COVID-19 Vaccinations For People With Autoimmune Conditions

Update: As of August 13, 2021, the Center for Disease Control and Prevention (CDC) now recommends an additional dose of the mRNA COVID-19 vaccine for people who are moderately to severely immunocompromised. Read more here: Interim Clinical Considerations for Use of COVID-19 Vaccines Currently Authorized in the US.

The creation and approval of new COVID-19 vaccines is an exciting development. However, there are still many questions to be answered. One important question: How will the COVID-19 vaccines impact those with autoimmune conditions?

Many people with rheumatoid arthritis, psoriatic arthritis, ankylosing spondylitis, lupus, and other autoimmune conditions are wondering how the vaccines will work for them. This is especially true for those taking drugs that affect the immune system.

We answer some of the most common questions below. However, it is important to remember that information on COVID-19 and its vaccines changes regularly, and what we know today may be different in the near future.

mRNA vaccines safety

Due to the extreme situation the world has been in, the United States Food and Drug Administration (US FDA) was able to quickly approve 2 COVID-19 vaccines under their emergency use authorization (EUA) program. These vaccines are made by Pfizer (in combination with another company, BioNTech) and Moderna.1-3

An emergency use authorization allows a product to make it to the market faster than usual. This does not mean that the product is unsafe or untested. It just allows certain hurdles in the approval process to be bypassed.

Both vaccines went through rigorous safety and effectiveness studies. Based on the results from these studies, the FDA decided that any potential risks of the vaccine were greatly outweighed by the benefits. Both vaccines use mRNA technology. Although these are new to the market, mRNA vaccines have been studied for years.

How do mRNA vaccines work?

Oftentimes, vaccines contain a weakened, live version of a virus, a dead version of a virus, or a part of a virus so that the body can recognize and react. When the body sees these parts of vaccines, it makes antibodies against them. These antibodies can then be used as protection in the future if a person is ever exposed to that particular virus. This is what can potentially give a person immunity.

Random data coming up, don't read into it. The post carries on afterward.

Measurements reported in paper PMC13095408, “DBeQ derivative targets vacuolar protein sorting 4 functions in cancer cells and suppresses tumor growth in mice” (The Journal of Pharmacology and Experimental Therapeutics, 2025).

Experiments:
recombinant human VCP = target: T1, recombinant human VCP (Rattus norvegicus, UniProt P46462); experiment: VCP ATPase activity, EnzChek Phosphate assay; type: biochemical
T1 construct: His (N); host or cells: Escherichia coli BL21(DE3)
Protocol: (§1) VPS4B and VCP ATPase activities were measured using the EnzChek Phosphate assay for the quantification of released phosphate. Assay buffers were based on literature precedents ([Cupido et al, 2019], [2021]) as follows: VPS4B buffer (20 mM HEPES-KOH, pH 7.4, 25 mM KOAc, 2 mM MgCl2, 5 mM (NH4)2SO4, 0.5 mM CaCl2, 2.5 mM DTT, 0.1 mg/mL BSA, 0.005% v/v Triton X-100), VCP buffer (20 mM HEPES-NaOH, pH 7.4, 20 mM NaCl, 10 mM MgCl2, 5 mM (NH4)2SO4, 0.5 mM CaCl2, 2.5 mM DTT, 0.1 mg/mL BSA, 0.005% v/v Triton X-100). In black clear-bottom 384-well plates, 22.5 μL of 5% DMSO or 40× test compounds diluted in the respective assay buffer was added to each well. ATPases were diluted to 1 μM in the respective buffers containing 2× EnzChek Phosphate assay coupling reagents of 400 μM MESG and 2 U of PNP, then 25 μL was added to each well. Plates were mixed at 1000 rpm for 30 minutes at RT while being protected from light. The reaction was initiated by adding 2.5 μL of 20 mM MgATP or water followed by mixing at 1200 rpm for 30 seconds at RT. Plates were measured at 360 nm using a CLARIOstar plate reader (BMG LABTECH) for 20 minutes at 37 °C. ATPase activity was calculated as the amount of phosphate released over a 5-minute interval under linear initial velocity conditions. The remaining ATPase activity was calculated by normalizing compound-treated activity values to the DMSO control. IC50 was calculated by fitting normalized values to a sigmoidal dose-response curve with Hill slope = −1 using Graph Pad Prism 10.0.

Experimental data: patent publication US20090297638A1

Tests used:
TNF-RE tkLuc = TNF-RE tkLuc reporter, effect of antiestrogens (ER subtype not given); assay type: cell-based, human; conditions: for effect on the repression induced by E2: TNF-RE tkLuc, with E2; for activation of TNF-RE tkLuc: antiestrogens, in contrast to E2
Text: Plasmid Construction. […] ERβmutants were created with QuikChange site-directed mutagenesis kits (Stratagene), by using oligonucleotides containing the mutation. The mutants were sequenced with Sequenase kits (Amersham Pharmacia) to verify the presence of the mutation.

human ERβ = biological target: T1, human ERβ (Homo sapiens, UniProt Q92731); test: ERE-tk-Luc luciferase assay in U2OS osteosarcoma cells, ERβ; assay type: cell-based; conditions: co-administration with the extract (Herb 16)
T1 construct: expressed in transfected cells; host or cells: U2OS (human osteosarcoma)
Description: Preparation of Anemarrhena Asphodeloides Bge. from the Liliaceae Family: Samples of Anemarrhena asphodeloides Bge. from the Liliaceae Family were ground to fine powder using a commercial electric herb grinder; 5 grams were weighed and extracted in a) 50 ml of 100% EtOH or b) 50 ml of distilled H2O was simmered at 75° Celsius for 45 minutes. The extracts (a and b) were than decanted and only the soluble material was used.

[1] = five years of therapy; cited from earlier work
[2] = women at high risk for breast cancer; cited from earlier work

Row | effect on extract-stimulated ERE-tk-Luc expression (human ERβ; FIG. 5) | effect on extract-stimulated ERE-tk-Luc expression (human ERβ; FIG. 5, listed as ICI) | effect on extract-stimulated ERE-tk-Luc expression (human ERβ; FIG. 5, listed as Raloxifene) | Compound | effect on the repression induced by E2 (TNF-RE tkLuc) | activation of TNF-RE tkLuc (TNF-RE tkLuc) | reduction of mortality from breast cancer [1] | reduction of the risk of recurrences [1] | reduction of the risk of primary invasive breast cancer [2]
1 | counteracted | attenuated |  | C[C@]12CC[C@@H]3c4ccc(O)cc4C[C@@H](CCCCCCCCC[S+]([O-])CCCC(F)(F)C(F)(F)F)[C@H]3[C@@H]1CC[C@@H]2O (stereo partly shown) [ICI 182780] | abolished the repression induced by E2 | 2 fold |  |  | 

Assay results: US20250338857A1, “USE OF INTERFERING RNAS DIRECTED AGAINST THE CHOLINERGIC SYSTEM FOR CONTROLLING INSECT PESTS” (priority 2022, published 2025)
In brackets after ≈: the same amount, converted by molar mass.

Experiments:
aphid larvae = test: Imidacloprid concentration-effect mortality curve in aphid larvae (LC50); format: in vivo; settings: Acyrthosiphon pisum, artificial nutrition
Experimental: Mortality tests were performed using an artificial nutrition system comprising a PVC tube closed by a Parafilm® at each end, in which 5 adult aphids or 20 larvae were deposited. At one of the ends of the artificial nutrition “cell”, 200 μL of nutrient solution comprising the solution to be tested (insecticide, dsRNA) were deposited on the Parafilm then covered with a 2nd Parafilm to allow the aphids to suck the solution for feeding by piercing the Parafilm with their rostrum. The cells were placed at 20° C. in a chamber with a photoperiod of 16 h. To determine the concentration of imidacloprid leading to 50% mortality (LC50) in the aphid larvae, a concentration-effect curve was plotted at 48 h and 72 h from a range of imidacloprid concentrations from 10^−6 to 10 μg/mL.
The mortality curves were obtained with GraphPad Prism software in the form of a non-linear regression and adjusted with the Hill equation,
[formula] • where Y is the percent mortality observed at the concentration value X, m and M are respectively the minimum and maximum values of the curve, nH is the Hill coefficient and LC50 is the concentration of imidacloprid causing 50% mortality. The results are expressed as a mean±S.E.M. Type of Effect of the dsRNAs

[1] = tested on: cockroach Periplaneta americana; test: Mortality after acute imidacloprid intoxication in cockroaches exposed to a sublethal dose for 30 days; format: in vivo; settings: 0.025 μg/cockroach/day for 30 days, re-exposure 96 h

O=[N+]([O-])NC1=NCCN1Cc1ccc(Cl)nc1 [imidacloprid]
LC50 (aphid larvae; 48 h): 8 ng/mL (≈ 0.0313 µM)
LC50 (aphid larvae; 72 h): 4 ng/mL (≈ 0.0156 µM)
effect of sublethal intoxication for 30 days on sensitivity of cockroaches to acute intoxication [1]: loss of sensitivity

An mRNA (messenger RNA) vaccine is different from past vaccines in that it only carries instructions (specific genetic material for our body to “read”). These instructions, the mRNA, go into our body’s cells and tell the cell to start making a specific protein. In the case of the COVID-19 vaccine, cells are told to make a protein on the COVID-19 virus particle called the spike protein. The spike protein helps COVID-19 get into the body and start infecting cells.

When we start making this foreign protein, our bodies react and make antibodies, just like they would in other vaccines. The difference is, the mRNA vaccines only deliver the instructions and not any part of the actual virus. This makes it impossible to develop COVID-19 from the vaccine or for parts of the mRNA to get into our cells permanently. If a person who is vaccinated is exposed to COVID-19 later on, these antibodies can reactivate and protect them from the virus before getting sick. Even if a person does still get COVID-19, the antibodies may help prevent severe illness from developing.3-7

For people with autoimmune diseases or taking immunosuppressants

The clinical trials studying these new vaccines did not include people with significant medical issues, such as autoimmune conditions. This is a common approach for most new drug research since the main goal is to find out how the vaccine would be tolerated by people without these conditions. It does not mean that people with autoimmune conditions should not get vaccinated.

Some people have also wondered whether being on immunosuppressing drugs will impact how well a person responds to the vaccine. There has been concern that if a person’s immune system is weakened because of immunosuppressants, they will not be able to produce a strong antibody response to the vaccine. The theory is that these people may not be as protected as someone with a regularly functioning immune system.

At this time, COVID-19 and its vaccines are so new that we do not know what puts a person at higher risk for severe illness or what might impact a person’s vaccine response. However, many major organizations, including the American College of Rheumatology, have suggested that the benefits of getting the vaccine and avoiding severe COVID-19 may greatly outweigh the potential risk for those with rheumatic conditions or who are taking immunosuppressants.1,2,5-8 The Center for Disease Control (CDC) has also stated that people with autoimmune conditions may get the vaccine.9

Future vaccine research

People with rheumatologic conditions or who are taking drugs that impact the immune system were not included in the original clinical trials. This means our knowledge of the vaccine’s effects on this group is limited. However, more research is ongoing and we will gradually learn more about the vaccine, how it works in many groups of people, and we will be able to make more concrete recommendations.

Ultimately, the decision to get vaccinated is a personal one and may be unique based on each person’s situation. Talk with your doctor about the risks and benefits in your specific case before making a decision.

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